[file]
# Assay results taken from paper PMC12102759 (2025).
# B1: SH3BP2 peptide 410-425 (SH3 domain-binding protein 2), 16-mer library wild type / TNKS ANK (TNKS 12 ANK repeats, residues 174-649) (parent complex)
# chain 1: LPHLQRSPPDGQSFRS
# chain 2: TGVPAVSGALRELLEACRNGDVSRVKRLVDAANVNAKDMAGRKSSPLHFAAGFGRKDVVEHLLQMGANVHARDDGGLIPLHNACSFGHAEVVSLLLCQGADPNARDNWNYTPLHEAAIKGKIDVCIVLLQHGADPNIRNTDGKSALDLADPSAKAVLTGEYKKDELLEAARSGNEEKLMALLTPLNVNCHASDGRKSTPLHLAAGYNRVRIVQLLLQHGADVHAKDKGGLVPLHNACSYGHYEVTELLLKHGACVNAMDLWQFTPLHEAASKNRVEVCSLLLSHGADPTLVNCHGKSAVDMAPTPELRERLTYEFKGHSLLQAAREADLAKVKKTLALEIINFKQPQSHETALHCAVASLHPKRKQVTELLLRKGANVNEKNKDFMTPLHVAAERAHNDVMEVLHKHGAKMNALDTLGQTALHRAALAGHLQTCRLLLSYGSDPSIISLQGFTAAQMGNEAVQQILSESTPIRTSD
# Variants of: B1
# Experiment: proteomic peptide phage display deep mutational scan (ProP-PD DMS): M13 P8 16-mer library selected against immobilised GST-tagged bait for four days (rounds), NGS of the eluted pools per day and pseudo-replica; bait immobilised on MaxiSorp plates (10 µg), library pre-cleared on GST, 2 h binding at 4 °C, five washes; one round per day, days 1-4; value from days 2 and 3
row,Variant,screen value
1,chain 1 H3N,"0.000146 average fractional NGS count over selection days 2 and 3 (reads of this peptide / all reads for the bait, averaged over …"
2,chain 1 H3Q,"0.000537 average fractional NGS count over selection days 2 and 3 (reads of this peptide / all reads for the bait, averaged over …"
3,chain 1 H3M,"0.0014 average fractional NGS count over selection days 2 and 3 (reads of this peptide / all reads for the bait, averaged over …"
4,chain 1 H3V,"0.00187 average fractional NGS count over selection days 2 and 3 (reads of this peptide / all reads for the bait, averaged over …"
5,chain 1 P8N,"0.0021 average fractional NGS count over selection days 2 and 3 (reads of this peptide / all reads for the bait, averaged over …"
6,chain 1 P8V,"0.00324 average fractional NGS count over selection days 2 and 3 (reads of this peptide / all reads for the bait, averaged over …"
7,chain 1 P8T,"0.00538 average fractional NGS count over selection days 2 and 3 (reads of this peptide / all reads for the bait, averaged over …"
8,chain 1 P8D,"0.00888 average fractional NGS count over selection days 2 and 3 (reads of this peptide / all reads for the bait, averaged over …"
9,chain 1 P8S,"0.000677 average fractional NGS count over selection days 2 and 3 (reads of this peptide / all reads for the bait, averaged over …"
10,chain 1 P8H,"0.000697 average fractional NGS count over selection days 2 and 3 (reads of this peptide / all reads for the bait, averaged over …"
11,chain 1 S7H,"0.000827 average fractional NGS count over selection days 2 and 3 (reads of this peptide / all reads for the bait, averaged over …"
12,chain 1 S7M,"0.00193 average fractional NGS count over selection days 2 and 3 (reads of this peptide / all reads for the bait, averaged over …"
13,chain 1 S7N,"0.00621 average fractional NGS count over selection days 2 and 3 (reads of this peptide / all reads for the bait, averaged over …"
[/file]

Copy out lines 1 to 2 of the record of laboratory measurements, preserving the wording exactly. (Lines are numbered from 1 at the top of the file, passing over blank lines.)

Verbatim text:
# Assay results taken from paper PMC12102759 (2025).
# B1: SH3BP2 peptide 410-425 (SH3 domain-binding protein 2), 16-mer library wild type / TNKS ANK (TNKS 12 ANK repeats, residues 174-649) (parent complex)